The variety of different small powered and unpowered wheeled devices on our networks continues to grow. ViaStrada produced the first comprehensive research report on safety and legislation for e-bikes and other low-powered vehicles in 2017. It included a scan of worldwide knowledge and practice as well as design advice for mobility scooters. We have provided expert advice for court cases and ongoing research into speed, gender and device type on various facilities in Auckland, Wellington and Christchurch.

Relevant Projects

  • E-scooter court evidence

    ViaStrada was commissioned by legal representatives of three e-scooter sharing companies to prepare an affidavit for the court on the safety and regulation of e-scooters. This follows on from our NZ Transport Agency Research Report 621 Regulations and safety for electric bicycles and other low-powered vehicles.  

    Key Contact: John Lieswyn
  • Infrastructure for quick-build cycleways

    Waka Kotahi commissioned ViaStrada to undertake research on quick-build (interim) cycleway infrastructure. Some of New Zealand’s Road Controlling Authorities (RCAs) are responding to the imperatives of the Road to Zero strategy, the Climate Change Emergency Declaration, and emissions reduction planning by reallocating road space and supporting mode shift to cycling. The Innovating Streets programme of 2020/21 led to the rollout of several demonstration (1 day to 1 month), pilot (1 month to 1 year) and interim (5+ year) cycleways.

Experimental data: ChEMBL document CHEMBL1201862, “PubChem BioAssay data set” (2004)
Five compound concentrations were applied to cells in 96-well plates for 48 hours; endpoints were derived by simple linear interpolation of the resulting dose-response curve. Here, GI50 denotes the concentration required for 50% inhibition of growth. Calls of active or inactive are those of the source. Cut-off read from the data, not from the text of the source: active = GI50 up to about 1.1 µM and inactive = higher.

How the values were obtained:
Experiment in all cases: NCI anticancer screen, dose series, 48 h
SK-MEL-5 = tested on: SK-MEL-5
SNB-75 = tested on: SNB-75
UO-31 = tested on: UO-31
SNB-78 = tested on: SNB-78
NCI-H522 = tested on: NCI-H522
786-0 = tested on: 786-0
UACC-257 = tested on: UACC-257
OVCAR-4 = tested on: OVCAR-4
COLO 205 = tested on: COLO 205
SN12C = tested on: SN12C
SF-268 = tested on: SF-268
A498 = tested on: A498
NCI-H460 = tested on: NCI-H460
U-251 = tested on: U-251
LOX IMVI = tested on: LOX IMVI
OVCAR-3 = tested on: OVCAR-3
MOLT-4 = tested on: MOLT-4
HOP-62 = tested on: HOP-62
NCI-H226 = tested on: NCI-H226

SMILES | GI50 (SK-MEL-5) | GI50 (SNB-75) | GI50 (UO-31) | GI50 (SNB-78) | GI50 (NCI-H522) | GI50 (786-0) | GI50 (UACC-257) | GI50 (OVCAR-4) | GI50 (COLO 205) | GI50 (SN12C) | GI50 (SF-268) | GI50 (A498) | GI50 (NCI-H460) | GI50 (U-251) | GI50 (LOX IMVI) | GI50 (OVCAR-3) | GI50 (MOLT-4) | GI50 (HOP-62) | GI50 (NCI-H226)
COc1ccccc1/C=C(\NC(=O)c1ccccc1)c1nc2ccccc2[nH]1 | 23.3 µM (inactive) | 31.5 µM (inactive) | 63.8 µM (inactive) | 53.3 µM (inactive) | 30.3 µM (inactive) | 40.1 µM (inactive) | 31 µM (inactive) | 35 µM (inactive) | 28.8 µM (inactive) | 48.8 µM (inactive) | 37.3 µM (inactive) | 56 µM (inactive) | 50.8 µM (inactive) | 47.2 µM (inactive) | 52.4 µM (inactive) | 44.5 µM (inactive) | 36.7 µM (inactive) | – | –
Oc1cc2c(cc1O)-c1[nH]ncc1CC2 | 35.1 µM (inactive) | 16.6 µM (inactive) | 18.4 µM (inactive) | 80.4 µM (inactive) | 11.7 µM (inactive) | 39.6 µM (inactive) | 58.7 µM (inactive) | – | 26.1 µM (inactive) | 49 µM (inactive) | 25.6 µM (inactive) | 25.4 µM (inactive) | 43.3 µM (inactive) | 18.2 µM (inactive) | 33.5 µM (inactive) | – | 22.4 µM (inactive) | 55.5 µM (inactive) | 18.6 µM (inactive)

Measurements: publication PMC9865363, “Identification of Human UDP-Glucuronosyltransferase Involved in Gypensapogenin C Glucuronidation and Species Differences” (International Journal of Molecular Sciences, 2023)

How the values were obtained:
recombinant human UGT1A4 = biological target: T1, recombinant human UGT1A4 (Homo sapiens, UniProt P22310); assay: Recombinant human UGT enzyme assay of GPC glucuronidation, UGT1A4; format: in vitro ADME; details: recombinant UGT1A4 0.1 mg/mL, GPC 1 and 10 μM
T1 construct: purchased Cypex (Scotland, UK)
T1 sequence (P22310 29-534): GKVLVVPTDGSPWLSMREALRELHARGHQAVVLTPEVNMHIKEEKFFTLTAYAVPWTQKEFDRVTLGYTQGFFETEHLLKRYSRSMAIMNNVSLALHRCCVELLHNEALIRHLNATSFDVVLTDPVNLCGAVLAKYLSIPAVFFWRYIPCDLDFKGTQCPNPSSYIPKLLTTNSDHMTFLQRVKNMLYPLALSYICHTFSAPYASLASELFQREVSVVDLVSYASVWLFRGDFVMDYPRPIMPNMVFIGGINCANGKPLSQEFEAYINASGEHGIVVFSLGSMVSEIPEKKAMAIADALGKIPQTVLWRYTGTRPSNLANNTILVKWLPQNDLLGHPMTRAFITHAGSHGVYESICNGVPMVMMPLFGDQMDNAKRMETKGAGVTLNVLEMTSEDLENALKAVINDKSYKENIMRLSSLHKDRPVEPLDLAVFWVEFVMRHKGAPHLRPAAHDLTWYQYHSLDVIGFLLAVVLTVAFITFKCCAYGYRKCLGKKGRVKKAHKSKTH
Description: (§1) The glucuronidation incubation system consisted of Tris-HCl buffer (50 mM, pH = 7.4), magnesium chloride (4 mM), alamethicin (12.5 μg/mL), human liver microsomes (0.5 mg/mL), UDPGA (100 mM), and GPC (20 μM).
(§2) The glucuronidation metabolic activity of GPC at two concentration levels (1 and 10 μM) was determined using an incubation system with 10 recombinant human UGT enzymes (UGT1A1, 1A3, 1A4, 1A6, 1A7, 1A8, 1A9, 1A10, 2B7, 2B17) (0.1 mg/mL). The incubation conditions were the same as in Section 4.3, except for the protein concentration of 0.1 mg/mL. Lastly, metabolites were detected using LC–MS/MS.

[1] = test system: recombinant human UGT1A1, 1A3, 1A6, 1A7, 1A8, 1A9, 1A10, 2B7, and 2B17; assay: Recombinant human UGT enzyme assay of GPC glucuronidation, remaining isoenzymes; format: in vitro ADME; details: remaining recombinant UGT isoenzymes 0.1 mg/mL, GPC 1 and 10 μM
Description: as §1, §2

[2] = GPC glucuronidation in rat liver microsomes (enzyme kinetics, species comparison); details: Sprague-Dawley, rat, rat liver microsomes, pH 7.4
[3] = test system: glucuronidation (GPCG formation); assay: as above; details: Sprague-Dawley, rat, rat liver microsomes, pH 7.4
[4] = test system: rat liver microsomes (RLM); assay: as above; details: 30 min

Key Contact: John Lieswyn
  • Regulations and safety for electric bicycles and other low-powered vehicles

    This research report presents a review of overseas legislation, technology trends, market and safety analyses for low-powered, low-speed vehicles. These vehicles include electric bicycles, mobility scooters, self-balancing devices and other personal mobility or wheeled recreational devices. Based on a literature review, consultation with key stakeholders in two forums and an online survey with over 1200 responses, the research assesses various regulatory and non-regulatory options for improving safety while supporting technological innovation and mode choice options in New Zealand.

    Key Contact: John Lieswyn